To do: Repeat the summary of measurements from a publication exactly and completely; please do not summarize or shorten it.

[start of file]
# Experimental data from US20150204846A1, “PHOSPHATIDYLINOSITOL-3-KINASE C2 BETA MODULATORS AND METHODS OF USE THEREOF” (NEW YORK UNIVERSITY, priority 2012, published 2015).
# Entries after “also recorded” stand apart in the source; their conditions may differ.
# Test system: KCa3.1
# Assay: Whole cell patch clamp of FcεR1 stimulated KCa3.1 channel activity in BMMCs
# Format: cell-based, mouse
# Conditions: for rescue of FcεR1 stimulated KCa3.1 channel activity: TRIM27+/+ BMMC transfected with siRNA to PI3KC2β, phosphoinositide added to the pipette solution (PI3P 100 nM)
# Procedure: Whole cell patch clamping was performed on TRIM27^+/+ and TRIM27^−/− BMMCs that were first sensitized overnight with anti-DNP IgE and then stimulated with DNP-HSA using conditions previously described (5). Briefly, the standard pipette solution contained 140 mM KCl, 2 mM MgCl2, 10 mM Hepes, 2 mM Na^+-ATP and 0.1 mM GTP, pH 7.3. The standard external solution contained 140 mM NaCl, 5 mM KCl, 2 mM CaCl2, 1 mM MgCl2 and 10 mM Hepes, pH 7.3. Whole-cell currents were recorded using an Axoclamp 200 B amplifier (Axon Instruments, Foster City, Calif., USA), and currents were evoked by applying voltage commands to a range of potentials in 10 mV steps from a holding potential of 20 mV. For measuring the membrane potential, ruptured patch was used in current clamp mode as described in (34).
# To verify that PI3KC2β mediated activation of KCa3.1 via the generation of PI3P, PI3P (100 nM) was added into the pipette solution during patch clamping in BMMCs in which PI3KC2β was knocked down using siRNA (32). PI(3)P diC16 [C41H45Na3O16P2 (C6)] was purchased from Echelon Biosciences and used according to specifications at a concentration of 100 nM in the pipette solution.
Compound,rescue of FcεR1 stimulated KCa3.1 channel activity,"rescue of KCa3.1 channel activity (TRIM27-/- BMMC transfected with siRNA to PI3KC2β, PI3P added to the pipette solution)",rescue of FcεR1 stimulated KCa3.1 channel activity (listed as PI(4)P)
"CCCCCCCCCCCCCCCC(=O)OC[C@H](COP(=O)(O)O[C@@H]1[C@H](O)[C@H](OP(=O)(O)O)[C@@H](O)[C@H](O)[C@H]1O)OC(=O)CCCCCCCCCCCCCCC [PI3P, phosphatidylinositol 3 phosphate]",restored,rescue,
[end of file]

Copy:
# Experimental data from US20150204846A1, “PHOSPHATIDYLINOSITOL-3-KINASE C2 BETA MODULATORS AND METHODS OF USE THEREOF” (NEW YORK UNIVERSITY, priority 2012, published 2015).
# Entries after “also recorded” stand apart in the source; their conditions may differ.
# Test system: KCa3.1
# Assay: Whole cell patch clamp of FcεR1 stimulated KCa3.1 channel activity in BMMCs
# Format: cell-based, mouse
# Conditions: for rescue of FcεR1 stimulated KCa3.1 channel activity: TRIM27+/+ BMMC transfected with siRNA to PI3KC2β, phosphoinositide added to the pipette solution (PI3P 100 nM)
# Procedure: Whole cell patch clamping was performed on TRIM27^+/+ and TRIM27^−/− BMMCs that were first sensitized overnight with anti-DNP IgE and then stimulated with DNP-HSA using conditions previously described (5). Briefly, the standard pipette solution contained 140 mM KCl, 2 mM MgCl2, 10 mM Hepes, 2 mM Na^+-ATP and 0.1 mM GTP, pH 7.3. The standard external solution contained 140 mM NaCl, 5 mM KCl, 2 mM CaCl2, 1 mM MgCl2 and 10 mM Hepes, pH 7.3. Whole-cell currents were recorded using an Axoclamp 200 B amplifier (Axon Instruments, Foster City, Calif., USA), and currents were evoked by applying voltage commands to a range of potentials in 10 mV steps from a holding potential of 20 mV. For measuring the membrane potential, ruptured patch was used in current clamp mode as described in (34).
# To verify that PI3KC2β mediated activation of KCa3.1 via the generation of PI3P, PI3P (100 nM) was added into the pipette solution during patch clamping in BMMCs in which PI3KC2β was knocked down using siRNA (32). PI(3)P diC16 [C41H45Na3O16P2 (C6)] was purchased from Echelon Biosciences and used according to specifications at a concentration of 100 nM in the pipette solution.
Compound,rescue of FcεR1 stimulated KCa3.1 channel activity,"rescue of KCa3.1 channel activity (TRIM27-/- BMMC transfected with siRNA to PI3KC2β, PI3P added to the pipette solution)",rescue of FcεR1 stimulated KCa3.1 channel activity (listed as PI(4)P)
"CCCCCCCCCCCCCCCC(=O)OC[C@H](COP(=O)(O)O[C@@H]1[C@H](O)[C@H](OP(=O)(O)O)[C@@H](O)[C@H](O)[C@H]1O)OC(=O)CCCCCCCCCCCCCCC [PI3P, phosphatidylinositol 3 phosphate]",restored,rescue,